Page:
3 Notre Dame backs share the ball like brothers

Published Oct. 18, 2012 10:27 p.m. ET

Notre Dame's running back situation has all the ingredients for a rancorous relationship - even an occasional face slap.

There are three talented players: Cierre Wood, whose 1,102 yards rushing last season was the 10th best in Irish history; Theo Riddick, a receiver the past two seasons who returned to his natural running back position this year; and George Atkinson III, son of a former Oakland Raiders great defensive back and a lightning-fast runner.

All three want to be the featured back, but they also understand that there's no room for big egos as the fifth-ranked Fighting Irish (6-0) are off to their best start in a decade. Besides, the three, including housemates Wood and Riddick, say they are great friends who get along like brothers.

''Theo will be sitting on the couch and I'll just come up and smack him in the face, just because I feel like it,'' Wood said. ''Sort of take my frustration out on him. But he'll do the same thing to me. I'll be sitting there and he'll smack me in the face. But at the end of the day, it's all love.''

So far, the Irish backs have been saving their best hits for opponents, averaging 181 yards a game rushing - their highest total in 11 seasons. They've done that despite already facing two of the nation's top 10 defenses against the run in Stanford and Michigan State. This week, Notre Dame hosts Brigham Young (4-3), which is ranked third in the country in rush defense, giving up just 67.9 yards a game.

The advantages of the three-back system are that each runner is less tired as the game wears on and opponents are forced to continually adjust. But it's harder for each to get in a rhythm. Wood said that was a hard adjustment to make.

''Basically what I'm trying to do is as soon as I get the ball, I have to be in rhythm,'' he said. ''I trained myself in practice to try to make big things happen every time I touch the ball.''


Riddick is the most versatile, leading the Irish in rushing at 308 yards and his 20 catches for 170 yards leads the team in receptions. His 3.8 yards per carry is the lowest among the three, but he has been called on for some of the toughest runs. In the four games since Wood returned from a two-game suspension, Riddick has gotten the ball most often on third down and in the fourth quarter.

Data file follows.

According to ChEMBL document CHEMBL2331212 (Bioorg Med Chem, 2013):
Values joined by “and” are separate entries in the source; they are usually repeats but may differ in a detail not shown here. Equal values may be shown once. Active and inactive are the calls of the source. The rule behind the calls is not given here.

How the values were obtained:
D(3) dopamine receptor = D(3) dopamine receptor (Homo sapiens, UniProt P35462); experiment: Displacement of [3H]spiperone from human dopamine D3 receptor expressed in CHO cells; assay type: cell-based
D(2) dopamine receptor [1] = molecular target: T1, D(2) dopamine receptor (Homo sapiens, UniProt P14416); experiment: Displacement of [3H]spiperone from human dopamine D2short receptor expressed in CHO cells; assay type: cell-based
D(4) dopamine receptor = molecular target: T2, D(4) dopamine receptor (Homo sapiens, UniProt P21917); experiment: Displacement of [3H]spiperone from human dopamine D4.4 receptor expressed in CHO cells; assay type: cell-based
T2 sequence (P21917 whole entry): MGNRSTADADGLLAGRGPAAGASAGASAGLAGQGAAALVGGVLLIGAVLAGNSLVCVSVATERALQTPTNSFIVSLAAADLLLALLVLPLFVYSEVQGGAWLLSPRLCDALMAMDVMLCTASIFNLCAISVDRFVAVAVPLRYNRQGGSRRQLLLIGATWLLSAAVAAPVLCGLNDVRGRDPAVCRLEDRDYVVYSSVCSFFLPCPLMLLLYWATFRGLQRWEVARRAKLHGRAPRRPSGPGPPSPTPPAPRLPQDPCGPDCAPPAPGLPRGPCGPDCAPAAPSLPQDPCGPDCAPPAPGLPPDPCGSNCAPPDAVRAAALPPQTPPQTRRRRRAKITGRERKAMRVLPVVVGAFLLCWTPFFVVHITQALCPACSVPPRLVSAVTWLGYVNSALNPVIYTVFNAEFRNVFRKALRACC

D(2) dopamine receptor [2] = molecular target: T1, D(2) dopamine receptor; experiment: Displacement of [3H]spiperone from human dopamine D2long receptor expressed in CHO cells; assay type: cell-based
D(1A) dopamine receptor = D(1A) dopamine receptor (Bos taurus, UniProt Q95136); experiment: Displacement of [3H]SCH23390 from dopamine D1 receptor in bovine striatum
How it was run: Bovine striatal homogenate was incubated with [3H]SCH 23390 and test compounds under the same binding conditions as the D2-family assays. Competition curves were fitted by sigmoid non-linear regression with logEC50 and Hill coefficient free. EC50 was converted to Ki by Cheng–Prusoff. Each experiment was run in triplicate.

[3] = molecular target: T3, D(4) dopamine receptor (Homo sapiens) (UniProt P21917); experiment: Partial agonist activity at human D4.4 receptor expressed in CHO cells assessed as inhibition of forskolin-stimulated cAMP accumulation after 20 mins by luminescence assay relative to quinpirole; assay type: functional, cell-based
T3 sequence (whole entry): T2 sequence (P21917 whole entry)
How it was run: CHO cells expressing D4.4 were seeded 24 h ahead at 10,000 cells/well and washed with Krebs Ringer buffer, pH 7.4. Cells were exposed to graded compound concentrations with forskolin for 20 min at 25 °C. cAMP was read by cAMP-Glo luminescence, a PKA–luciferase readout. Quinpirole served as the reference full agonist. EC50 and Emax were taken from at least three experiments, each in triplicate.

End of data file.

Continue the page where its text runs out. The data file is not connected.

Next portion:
Wood, who split time last season with Jonas Gray and is just 16 yards from 2,000 career yards, is averaging 69.8 yards a game and 5.9 a run. Coach Brian Kelly said he doesn't see the roles of Riddick and Wood changing much in the season's second half, but he is looking to make one change.

''We have to get George some more touches,'' he said.

Atkinson is averaging an eye-popping 9.1 yards on 32 carries, breaking off a 56-yard touchdown run against Navy, a 55-yard TD run against Miami and a 32-yard run against Michigan State. Atkinson is excited about that the chance to get more carries.

''I'd be lying to say it's not in the back of your mind and you should be getting more, because it's your competitive nature,'' he said.

Kelly is looking for the three to be more disciplined in their running and more patient, allowing the linemen to block - and then to run straight ahead.

''We have a tendency to get too much of an east and west mentality. We want to be more north and south in the running game,'' he said.

He also wants Wood, who has two catches, and Atkinson, who has one, to work on their pass receiving and all three to work on their blocking. All three say they will continue to work together.

''We all help elevate each other's games. We put pressure on each other in terms of coming to work every day and performing up to our standards,'' Riddick said.

It could be a slap in the face for whoever doesn't.